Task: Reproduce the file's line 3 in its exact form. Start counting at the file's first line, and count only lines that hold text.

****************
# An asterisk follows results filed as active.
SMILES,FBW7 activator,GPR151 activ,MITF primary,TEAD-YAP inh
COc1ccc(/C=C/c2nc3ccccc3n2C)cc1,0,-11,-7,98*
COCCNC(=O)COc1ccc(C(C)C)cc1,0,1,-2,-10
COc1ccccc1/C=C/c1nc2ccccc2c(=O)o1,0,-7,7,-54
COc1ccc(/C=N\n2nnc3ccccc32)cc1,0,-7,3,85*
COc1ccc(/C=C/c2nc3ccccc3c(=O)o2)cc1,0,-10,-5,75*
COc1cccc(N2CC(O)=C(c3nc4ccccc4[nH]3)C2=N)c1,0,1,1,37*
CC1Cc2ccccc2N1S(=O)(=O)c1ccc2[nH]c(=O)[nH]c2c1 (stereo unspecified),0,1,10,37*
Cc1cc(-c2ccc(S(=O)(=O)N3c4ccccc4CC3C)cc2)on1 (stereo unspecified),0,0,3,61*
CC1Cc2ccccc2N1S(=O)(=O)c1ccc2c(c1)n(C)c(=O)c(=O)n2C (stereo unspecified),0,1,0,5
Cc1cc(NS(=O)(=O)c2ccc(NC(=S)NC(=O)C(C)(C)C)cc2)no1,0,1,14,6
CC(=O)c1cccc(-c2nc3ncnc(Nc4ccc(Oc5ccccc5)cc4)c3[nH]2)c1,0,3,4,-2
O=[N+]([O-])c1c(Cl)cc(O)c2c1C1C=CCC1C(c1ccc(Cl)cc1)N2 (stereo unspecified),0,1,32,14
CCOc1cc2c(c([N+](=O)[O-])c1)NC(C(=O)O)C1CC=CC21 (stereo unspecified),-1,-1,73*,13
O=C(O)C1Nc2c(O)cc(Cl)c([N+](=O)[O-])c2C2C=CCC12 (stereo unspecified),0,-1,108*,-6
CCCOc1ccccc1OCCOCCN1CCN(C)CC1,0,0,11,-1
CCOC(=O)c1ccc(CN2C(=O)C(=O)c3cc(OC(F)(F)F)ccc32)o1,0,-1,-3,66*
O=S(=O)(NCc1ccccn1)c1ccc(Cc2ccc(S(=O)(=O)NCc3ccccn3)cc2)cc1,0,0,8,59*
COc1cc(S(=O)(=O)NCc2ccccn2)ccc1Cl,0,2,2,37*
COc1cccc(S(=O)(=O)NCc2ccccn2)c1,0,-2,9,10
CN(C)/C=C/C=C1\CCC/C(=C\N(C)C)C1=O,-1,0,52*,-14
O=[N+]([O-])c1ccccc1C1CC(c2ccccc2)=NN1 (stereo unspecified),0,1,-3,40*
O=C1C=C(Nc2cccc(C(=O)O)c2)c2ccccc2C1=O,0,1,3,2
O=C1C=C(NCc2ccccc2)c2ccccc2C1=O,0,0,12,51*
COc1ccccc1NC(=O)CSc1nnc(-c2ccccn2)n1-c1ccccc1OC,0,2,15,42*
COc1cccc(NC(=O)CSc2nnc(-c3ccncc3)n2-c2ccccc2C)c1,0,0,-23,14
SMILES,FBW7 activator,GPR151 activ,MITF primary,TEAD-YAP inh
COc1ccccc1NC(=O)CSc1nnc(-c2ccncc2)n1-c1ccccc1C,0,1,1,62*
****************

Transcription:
COc1ccc(/C=C/c2nc3ccccc3n2C)cc1,0,-11,-7,98*